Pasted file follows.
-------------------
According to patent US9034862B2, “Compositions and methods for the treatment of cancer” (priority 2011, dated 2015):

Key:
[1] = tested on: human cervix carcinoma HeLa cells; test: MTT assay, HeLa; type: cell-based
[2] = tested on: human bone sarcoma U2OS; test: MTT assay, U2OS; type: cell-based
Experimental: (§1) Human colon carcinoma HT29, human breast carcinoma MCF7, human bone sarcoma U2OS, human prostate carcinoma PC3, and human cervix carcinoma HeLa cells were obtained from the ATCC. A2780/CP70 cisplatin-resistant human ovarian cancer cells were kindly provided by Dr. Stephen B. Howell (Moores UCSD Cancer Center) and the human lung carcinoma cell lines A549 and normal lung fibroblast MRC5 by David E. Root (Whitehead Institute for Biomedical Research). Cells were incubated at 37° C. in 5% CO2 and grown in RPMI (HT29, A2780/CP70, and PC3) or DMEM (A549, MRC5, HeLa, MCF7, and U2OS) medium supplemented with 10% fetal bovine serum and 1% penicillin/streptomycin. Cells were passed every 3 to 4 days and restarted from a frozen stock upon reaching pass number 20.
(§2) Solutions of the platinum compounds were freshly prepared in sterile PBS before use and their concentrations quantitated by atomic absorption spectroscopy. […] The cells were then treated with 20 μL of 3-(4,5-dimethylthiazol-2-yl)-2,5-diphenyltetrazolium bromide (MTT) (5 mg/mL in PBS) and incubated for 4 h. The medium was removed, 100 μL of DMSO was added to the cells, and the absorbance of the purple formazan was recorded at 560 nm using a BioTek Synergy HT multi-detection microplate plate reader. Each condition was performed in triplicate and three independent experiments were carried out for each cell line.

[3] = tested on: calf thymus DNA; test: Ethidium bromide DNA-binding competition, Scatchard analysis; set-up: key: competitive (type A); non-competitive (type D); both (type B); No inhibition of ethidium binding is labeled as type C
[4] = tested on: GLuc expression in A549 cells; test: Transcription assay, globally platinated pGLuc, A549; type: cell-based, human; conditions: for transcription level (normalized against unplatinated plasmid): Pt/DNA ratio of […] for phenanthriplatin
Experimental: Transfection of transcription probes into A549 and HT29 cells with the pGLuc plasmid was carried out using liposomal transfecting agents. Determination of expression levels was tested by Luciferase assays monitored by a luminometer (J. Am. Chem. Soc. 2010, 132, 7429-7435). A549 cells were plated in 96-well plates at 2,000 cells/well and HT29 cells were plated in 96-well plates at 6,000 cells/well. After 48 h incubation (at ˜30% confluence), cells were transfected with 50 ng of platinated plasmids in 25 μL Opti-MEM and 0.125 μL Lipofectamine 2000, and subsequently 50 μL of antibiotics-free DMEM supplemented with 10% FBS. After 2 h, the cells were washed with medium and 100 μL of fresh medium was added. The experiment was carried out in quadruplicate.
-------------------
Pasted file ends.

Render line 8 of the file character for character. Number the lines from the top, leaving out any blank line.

[4] = tested on: GLuc expression in A549 cells; test: Transcription assay, globally platinated pGLuc, A549; type: cell-based, human; conditions: for transcription level (normalized against unplatinated plasmid): Pt/DNA ratio of […] for phenanthriplatin